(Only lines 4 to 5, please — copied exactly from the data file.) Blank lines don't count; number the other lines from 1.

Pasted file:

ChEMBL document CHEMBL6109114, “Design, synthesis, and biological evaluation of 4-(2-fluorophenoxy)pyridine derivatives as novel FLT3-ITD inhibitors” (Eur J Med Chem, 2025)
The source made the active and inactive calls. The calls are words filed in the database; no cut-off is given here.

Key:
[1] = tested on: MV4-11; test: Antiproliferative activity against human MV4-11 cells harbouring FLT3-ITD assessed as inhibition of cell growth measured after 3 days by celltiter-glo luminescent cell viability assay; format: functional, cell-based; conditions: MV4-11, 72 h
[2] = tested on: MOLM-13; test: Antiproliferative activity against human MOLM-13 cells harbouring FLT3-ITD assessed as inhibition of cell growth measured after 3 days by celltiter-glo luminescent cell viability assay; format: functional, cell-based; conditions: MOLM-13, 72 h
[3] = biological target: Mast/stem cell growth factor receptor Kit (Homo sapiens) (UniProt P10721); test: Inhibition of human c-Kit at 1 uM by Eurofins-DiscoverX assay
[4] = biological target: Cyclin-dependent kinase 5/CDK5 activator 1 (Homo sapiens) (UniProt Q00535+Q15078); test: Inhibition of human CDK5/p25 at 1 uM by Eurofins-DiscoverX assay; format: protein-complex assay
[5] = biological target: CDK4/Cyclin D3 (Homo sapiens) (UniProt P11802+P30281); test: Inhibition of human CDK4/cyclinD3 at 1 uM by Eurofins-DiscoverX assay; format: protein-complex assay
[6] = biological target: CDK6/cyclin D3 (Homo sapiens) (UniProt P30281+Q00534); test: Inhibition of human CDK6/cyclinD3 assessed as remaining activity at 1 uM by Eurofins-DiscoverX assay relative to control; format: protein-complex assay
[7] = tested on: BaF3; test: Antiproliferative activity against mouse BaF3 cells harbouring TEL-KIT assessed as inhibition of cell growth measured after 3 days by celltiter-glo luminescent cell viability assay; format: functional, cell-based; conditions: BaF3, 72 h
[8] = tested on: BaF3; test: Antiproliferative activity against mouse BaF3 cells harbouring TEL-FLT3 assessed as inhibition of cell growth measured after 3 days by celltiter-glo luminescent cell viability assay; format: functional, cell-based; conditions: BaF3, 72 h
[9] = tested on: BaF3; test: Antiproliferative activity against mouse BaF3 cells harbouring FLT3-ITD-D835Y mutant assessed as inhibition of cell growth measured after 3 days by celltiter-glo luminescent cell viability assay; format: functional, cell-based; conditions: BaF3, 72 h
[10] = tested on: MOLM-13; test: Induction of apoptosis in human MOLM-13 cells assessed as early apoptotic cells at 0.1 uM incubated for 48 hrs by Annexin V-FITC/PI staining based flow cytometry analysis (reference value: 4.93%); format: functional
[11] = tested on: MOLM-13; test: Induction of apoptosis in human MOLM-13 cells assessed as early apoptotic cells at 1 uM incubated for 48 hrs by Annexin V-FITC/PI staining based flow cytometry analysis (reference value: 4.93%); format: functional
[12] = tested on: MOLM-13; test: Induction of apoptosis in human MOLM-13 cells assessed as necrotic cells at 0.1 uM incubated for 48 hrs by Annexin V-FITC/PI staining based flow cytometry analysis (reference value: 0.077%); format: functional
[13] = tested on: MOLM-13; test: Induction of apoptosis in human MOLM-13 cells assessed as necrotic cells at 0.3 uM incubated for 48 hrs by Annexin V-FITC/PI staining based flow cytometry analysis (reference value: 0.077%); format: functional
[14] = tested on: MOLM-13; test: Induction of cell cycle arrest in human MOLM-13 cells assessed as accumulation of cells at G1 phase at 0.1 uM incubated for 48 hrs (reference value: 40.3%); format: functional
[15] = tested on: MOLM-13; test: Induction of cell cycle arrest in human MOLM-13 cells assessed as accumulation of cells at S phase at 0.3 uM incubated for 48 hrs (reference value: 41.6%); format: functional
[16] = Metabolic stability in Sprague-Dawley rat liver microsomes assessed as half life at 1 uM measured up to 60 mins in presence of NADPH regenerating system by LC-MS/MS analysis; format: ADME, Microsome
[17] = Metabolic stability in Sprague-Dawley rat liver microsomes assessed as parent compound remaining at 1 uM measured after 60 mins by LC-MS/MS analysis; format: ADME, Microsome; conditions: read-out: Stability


[1] = tested on: MV4-11; test: Antiproliferative activity against human MV4-11 cells harbouring FLT3-ITD assessed as inhibition of cell growth measured after 3 days by celltiter-glo luminescent cell viability assay; format: functional, cell-based; conditions: MV4-11, 72 h
[2] = tested on: MOLM-13; test: Antiproliferative activity against human MOLM-13 cells harbouring FLT3-ITD assessed as inhibition of cell growth measured after 3 days by celltiter-glo luminescent cell viability assay; format: functional, cell-based; conditions: MOLM-13, 72 h